There are a few sports that should only be played under
certain conditions: hockey should only be played in areas where there's natural
ice (sorry, Ducks fans); football should only be played in the middle of a
snowstorm; and horseshoes should only be played with a beer in hand at a
barbecue in the middle of July.
volleyball is another one of those sports for obvious reasons; it should only
be played at Huntington Beach, right next to Surf City's famous pier, close enough to the
shoreline so you can feel the spray of the ocean on the back of your neck, and where bikinis, sunglasses, sun hats and flip-flops are the required attire, and
where fat, old surfers in Tommy Bahama shirts can ogle the six-foot-tall
Amazon women battling it out on the sand.
I'm sure AVP Nivea Tour events like the ones in Chicago and
Cincinnati are nice, but nothing beats the atmosphere and the local passion for
the game at the Huntington Beach Open of pro beach volleyball.
On Sunday, the final day of the annual tournament, thousands
of fans converged on the event site, which was situated right on the beach on the south side
of the pier. There, stars such as Misty May-Treanor, Todd Rogers and Phil
Dalhausser battled up-and-coming contenders looking to knock them off their AVP
Rogers and Dalhausser, who heading into the weekend
tournament had won 38 of 68 tour events they've played as a team and ranked
fourth on the list of most men's victories ever
with 50 to their names, were looking to defend their Huntington Beach Open
crowns. Oh yeah, they also won gold in Beijing in 2008. The intimidation factor
of these two couldn't be higher.
The men's final pitted the favorites in Rogers and
Dalhausser against their principle rivals this season, John Hyden and Sean
Scott. Dalhausser lived up to his reputation as the “Beijing Beast,” smoking
his opponents with four aces and dominating at the net. He and his partner, despite
a few minor hiccups in the second set, cruised to a three-set victory, 21-16, 18-21, 15-9.
May-Treanor, the two-time Olympic gold medalist and
legendary teammate of the recently pregnant Kerri Walsh, paired up with Nicole
Branagh to try to prove she was still the most dominant player on the tour with
a win at Huntington Beach.
May-Treanor and Branagh faced April Ross and Jennifer Kessy,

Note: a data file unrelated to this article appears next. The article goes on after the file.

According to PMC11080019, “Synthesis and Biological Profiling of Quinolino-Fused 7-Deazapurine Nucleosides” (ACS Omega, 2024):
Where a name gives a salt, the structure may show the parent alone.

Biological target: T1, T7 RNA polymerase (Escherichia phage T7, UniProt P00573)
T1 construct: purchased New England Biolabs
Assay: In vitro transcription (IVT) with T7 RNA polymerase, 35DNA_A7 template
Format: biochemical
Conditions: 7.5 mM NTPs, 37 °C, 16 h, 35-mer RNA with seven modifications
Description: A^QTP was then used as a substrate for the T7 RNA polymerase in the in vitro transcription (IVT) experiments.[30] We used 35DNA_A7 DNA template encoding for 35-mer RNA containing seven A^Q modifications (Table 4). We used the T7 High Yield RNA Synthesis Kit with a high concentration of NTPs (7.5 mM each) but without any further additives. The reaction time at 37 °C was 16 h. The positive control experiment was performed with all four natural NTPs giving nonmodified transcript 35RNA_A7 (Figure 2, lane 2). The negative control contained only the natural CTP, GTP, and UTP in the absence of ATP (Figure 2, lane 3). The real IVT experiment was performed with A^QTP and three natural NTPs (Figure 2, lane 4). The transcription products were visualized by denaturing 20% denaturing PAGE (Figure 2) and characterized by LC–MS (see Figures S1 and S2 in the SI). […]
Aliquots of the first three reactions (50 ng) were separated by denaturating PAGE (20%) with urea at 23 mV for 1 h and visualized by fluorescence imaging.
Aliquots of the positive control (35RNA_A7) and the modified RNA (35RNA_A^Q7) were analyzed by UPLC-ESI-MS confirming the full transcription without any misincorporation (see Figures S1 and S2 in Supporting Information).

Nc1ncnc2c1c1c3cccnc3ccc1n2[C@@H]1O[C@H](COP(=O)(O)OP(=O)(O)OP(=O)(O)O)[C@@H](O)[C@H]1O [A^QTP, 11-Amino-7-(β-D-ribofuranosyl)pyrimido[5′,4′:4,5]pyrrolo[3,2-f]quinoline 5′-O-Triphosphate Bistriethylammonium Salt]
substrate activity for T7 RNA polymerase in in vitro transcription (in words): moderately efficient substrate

both Orange County natives and USC alums, in the women's final. A year or two
ago, this match would have been a no-brainer. Most hard-core volleyball fans
would have expected May-Treanor to bulldoze over her younger rivals across the net. But
these days, the women's field is wide open and any team seems primed for
success on a given day.
said, Ross and Kessy finessed their way to a 14-21,
21-12, 15-11 win, the first Southern California title of their careers.
better than the competition in the largest stadium (but still not better than
when the announcer in the main stadium made the crowd do the wave in super-slow motion or all of the free
stuff being given out by sponsors in the tent city around it) was the action
taking place in the smaller courts off to the side of the bigger competitions.
The intensity of these matches, held right on the sand with
mere feet separating the competitors from their fans, makes them just as
exciting if not more so than the matches held in the larger stadium. These
smaller venues have a more grassroots feel–it won't be uncommon to find
yourself sitting next to the families and friends of one of the competitors.
So long as you can handle being packed in like sardines with
other fans, getting practically splashed with sweat from the players duking it
out in front of you or having to listen to drunken bros screaming stuff like “MAKE
IT RAIN BABY! MAKE IT RAIN!” then these smaller competitions are the place to
be. They're free, too.
If any of this has piqued your interest, don't worry about
missing the Huntington Beach Open; the AVP Nivea Tour is due back in Southern
California soon. The tour has stops in Malibu, Manhattan Beach and two in
Hermosa Beach, so there will be plenty of opportunities this summer to catch
more of the action. Visit www.avp.com for more
information on tickets and dates.